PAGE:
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South Africa – a snapshot of the latest tax developments in South Africa by ENS

Tax Court of South Africa, Cape Town | CM v CSARS (TAdm 0035/2019)

  • the Applicant sought default judgment against SARS in terms of Rule 56 of the Tax Court Rules to reduce her tax liability to nil, where she alleged that SARS was in default of its obligation to file a Rule 31 statement (i.e. a statement of grounds of assessment and opposing appeal).
  • whether an application in terms of Rule 56 has to be issued by the registrar and assigned a case number before same can properly be served on the other side, considered.
  • requirement that the Applicant’s Rule 56 application be preceded by a valid objection and a valid notice of appeal, discussed. o whether the Applicant, following receipt from SARS of a letter withdrawing condonation of the late filing of her objection in terms of section 9 of the Tax Administration Act, 2011 (“TAA”), could pursue an appeal without establishing the validity of the objection, considered. o when an objection becomes invalid following a notice of invalid objection from SARS (on the basis that condonation for late filing of the objection was withdrawn), considered.
  • the role of explanatory memoranda and parliamentary material in the interpretation of statutes, considered.
  • SARS officials’ statutory powers to extend the period for objecting to an assessment, considered.
  • Applicant ordered to pay SARS’ costs on attorney and own client scale where her application was insupportable and an abuse of process.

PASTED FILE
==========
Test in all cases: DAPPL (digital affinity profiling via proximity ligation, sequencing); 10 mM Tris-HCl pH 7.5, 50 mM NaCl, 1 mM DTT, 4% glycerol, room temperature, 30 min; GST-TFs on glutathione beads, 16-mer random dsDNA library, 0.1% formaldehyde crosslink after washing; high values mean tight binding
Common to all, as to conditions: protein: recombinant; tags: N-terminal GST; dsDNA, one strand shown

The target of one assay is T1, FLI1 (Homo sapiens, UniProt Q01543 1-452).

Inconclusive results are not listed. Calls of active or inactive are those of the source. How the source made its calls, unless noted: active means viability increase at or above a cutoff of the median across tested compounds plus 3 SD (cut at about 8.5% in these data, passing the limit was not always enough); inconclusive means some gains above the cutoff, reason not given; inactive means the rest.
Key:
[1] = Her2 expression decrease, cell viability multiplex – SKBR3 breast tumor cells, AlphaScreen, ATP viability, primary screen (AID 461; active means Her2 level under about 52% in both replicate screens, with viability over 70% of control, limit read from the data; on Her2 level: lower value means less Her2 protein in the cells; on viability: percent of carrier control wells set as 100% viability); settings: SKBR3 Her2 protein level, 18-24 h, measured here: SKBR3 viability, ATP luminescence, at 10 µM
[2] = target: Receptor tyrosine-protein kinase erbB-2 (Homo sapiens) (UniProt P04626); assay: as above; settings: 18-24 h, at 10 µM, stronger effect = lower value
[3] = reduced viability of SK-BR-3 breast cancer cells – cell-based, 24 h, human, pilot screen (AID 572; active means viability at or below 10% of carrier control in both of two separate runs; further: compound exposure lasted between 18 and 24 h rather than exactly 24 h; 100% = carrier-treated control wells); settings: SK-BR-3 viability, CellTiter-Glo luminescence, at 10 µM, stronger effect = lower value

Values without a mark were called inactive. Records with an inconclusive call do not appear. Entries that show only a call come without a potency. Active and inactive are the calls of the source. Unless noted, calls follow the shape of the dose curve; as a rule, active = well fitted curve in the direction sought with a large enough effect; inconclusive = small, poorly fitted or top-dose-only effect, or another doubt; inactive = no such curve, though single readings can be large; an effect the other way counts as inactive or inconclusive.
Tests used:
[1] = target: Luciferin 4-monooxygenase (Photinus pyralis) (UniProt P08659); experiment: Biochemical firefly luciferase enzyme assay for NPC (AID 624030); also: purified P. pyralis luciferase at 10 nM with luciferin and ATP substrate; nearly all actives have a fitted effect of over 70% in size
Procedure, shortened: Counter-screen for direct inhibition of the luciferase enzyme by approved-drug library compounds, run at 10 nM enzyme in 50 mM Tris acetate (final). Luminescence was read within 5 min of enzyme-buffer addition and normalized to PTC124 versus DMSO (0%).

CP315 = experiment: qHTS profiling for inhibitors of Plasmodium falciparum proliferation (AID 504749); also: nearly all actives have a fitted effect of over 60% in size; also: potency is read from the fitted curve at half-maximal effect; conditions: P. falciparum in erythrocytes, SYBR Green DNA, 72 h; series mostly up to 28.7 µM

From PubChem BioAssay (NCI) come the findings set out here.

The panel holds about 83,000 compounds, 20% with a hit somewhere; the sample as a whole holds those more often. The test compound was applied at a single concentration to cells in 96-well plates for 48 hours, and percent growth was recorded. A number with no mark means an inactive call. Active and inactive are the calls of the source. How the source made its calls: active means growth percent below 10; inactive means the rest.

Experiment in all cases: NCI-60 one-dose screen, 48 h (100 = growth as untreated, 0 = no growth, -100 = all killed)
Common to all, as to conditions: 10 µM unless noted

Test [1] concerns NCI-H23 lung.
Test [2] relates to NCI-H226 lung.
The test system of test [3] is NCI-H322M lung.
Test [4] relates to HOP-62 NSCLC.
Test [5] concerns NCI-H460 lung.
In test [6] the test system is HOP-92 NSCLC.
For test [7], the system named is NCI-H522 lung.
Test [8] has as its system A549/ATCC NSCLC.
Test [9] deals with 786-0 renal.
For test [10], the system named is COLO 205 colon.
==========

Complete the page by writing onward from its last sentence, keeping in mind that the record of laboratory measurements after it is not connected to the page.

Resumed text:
• find a copy of this judgment here.

Tax Court of South Africa, Gauteng | Mr Z v CSARS (IT 4412)

  • appeal against SARS’ decision to disallow additional medical tax credits relating to treatment for mercury poisoning which allegedly caused his disability (multiple sclerosis and peripheral polyneuropathy).
  • the onus on the Appellant, in terms of section 102(1)(b) of the TAA, to prove that the additional medical expenses (definitions of “disability” and “qualifying medical expenses” in terms of section 6B(1) of the Income Tax Act, 1962) are deductible by not presenting affirmative evidence that his disability was caused by mercury poisoning, considered.
  • Appellant ordered to pay SARS’ costs, in terms of section 130(1)(b) and (c) of the TAA, on the basis that the lack of evidence was the reason he did not succeed in front of the Tax Board and that he should have anticipated the same evidentiary burden in front of the Tax Court.
  • find a copy of this judgment here.

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25 November 2019
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